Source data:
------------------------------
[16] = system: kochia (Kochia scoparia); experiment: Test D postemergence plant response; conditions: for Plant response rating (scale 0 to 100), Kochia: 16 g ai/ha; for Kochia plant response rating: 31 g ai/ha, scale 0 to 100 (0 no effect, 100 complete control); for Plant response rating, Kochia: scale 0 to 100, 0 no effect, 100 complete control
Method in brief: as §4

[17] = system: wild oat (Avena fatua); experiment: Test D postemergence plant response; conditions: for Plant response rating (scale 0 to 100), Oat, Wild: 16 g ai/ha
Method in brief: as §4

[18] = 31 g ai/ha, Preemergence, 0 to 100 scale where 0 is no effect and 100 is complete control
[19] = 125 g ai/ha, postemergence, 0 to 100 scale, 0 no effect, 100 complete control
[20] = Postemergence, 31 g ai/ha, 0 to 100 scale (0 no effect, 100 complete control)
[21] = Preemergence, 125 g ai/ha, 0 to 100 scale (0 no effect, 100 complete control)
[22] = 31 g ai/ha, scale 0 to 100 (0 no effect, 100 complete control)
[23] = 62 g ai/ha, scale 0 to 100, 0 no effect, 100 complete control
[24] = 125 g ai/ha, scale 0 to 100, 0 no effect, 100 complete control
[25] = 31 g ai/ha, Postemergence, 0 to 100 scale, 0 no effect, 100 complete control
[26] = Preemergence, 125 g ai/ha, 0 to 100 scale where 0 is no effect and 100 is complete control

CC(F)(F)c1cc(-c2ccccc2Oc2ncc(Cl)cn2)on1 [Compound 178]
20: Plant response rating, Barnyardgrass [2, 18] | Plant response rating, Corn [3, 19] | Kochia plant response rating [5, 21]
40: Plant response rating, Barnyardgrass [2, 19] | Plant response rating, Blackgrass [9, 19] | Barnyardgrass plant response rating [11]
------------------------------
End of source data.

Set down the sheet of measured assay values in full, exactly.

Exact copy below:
[16] = system: kochia (Kochia scoparia); experiment: Test D postemergence plant response; conditions: for Plant response rating (scale 0 to 100), Kochia: 16 g ai/ha; for Kochia plant response rating: 31 g ai/ha, scale 0 to 100 (0 no effect, 100 complete control); for Plant response rating, Kochia: scale 0 to 100, 0 no effect, 100 complete control
Method in brief: as §4

[17] = system: wild oat (Avena fatua); experiment: Test D postemergence plant response; conditions: for Plant response rating (scale 0 to 100), Oat, Wild: 16 g ai/ha
Method in brief: as §4

[18] = 31 g ai/ha, Preemergence, 0 to 100 scale where 0 is no effect and 100 is complete control
[19] = 125 g ai/ha, postemergence, 0 to 100 scale, 0 no effect, 100 complete control
[20] = Postemergence, 31 g ai/ha, 0 to 100 scale (0 no effect, 100 complete control)
[21] = Preemergence, 125 g ai/ha, 0 to 100 scale (0 no effect, 100 complete control)
[22] = 31 g ai/ha, scale 0 to 100 (0 no effect, 100 complete control)
[23] = 62 g ai/ha, scale 0 to 100, 0 no effect, 100 complete control
[24] = 125 g ai/ha, scale 0 to 100, 0 no effect, 100 complete control
[25] = 31 g ai/ha, Postemergence, 0 to 100 scale, 0 no effect, 100 complete control
[26] = Preemergence, 125 g ai/ha, 0 to 100 scale where 0 is no effect and 100 is complete control

CC(F)(F)c1cc(-c2ccccc2Oc2ncc(Cl)cn2)on1 [Compound 178]
20: Plant response rating, Barnyardgrass [2, 18] | Plant response rating, Corn [3, 19] | Kochia plant response rating [5, 21]
40: Plant response rating, Barnyardgrass [2, 19] | Plant response rating, Blackgrass [9, 19] | Barnyardgrass plant response rating [11]